Dave Althoff Jr.'s old adage rings true here: Respect rides. They do not respect you.

Last edited by RCMAC,

The media is now reporting that the ride operator has been arrested for "tampering with" the ride's safety system. Interesting.

Far be it from me to speculate, but it seems that a picture is emerging. Oddly enough, when the incident happened, I was attending a meeting of amusement ride experts, so naturally there was a fair amount of conversation about this incident.

What I knew as of yesterday (Friday) was that the ride had started unexpectedly. What is not clear is why the operator did not frob the E-stop when motion started, or even dump the power completely (portable rides are required by Article 525 of NFPA 70 (better known as the National Electric Code) to have a power disconnecting means accessible to and within 6' of the operator). My suspicion is that the operator might have been away from the controls at the time of the incident, that's the only reason I can think of that the ride didn't stop.
My thought is that some interlock in the ride safety system had become a nuisance, probably combined with a poorly defined failure point. Unable to fix an intermittent failure, somebody jumpered a switch to keep the ride running.

My guess is that the jumpered control wasn't just the failed switch, and resulted in the ride doing something unexpected. I am thinking that this may become a textbook example of Why You Don't Do That™.

--Dave Althoff, Jr.

    /X\        _      *** Respect rides. They do not respect you. ***
/XXX\ /X\ /X\_ _ /X\__ _ _ _____

LostKause's avatar

Something like that happened to a friend of mine when he was operating Witches Wheel at Cedar Point. He said that while he was away from the controls, unlocking the cages, the ride started up for no reason. Riders who were unlocked quickly got out of the way, and riders still on the ride rode around and around until he could get to the E-Stop. The ride was shut down and inspected.

He said that he had the keys with him while he was away from the controls. He was running the ride alone when this incident occurred. That is his story anyways.

This was over a decade ago.


"CoasterBuzz - It feels like home" :)

I have had similar experiences with a control system. Fortunately it did not phantom start the ride, but would randomly stop it. The location was close to a major Naval installation, and it was determined by the control systems maker that the problem was caused by "stray" radio signals from the base, requiring the the control to be placed in a shielded case. After that no more problems.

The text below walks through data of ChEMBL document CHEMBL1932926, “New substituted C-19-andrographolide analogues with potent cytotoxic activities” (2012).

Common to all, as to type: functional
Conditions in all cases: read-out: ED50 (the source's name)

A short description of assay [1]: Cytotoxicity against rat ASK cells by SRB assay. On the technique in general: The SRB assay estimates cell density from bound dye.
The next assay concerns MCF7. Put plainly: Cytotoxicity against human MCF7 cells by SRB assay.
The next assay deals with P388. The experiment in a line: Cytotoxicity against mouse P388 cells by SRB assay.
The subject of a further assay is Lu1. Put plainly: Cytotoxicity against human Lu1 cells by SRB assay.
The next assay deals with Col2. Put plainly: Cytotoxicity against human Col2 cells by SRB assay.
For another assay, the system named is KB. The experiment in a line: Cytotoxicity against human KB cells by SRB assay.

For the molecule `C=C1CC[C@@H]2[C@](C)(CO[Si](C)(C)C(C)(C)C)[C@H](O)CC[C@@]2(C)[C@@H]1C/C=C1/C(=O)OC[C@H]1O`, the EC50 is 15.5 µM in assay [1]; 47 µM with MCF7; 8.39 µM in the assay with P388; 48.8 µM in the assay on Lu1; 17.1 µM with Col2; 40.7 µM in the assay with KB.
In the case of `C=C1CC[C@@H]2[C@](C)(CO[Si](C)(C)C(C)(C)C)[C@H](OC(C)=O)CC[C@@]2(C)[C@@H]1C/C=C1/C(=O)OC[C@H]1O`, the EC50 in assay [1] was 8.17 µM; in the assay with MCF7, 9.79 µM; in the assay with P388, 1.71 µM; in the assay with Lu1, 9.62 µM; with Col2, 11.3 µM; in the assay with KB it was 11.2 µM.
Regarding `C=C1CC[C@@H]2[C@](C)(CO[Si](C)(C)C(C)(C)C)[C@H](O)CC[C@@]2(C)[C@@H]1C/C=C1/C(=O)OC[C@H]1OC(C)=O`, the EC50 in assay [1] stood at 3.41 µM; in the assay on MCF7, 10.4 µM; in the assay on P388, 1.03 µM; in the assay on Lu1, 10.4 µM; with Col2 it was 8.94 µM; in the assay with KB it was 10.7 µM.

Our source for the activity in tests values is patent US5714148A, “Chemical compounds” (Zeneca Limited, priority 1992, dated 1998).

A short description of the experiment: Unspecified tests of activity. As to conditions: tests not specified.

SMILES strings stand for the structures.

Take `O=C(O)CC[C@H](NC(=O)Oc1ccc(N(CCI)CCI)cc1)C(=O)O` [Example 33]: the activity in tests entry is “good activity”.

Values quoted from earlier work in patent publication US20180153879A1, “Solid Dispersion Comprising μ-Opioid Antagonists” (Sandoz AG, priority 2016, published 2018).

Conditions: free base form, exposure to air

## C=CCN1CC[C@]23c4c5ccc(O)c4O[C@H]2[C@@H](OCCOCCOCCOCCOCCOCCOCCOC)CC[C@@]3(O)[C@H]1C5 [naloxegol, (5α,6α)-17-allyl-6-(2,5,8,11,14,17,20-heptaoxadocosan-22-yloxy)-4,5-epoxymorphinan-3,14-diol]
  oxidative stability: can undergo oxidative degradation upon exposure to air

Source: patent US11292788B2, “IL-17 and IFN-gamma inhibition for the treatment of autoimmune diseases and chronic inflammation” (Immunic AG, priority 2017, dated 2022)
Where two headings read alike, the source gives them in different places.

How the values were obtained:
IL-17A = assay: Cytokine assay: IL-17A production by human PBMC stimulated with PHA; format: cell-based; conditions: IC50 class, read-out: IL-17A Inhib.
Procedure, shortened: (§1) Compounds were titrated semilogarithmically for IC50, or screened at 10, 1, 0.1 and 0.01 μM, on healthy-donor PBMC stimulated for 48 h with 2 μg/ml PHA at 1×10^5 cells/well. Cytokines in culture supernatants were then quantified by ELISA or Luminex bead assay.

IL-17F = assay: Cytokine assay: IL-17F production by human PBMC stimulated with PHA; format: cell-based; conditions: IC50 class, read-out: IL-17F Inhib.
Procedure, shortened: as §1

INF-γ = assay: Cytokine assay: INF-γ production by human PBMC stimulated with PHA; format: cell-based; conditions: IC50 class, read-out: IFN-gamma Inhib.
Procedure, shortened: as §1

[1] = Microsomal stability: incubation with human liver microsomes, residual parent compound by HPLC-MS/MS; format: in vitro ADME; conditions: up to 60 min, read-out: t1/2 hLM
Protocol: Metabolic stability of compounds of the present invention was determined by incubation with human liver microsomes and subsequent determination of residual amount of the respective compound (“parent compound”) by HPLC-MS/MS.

According to an article I just read on yahoo, the ride operator is now being charged criminally with 3 counts of assault. Apparently, as some had speculated here, they found the ride had been tampered with and this compromised a critical safety component. This is why I will never go on a traveling fair ride.

Iceman3, you may want to reconsider your stance. This can be identified as an isolated incident. Furthermore, the last incident I can remember in which a ride safety system was tampered with resulting in an injury to a customer (a fatal accident, in fact) was on a permanent installation.

If you are worried about someone tampering with a ride, it really is not a common problem, but it is just as likely to happen in a park as on a carnival. On the other hand, in a carnival, the ride operators are less likely to rely on the fails safe systems in the first place.

--Dave Althoff, Jr.

    /X\        _      *** Respect rides. They do not respect you. ***
/XXX\ /X\ /X\_ _ /X\__ _ _ _____

rollergator's avatar

Dave - I assume you're referring to the Pigeon Forge "Hawk" incident...?

Oh dear. So the ride was up in the air. Awful.

And now it seems there's been another accident at the NC State Fair, this time a worker was injured while dismantling a ride when a piece of the ride came loose and fell on him. The ride was one of those large windmill type rides with, oddly enough, the name Vortex.

Last edited by RCMAC,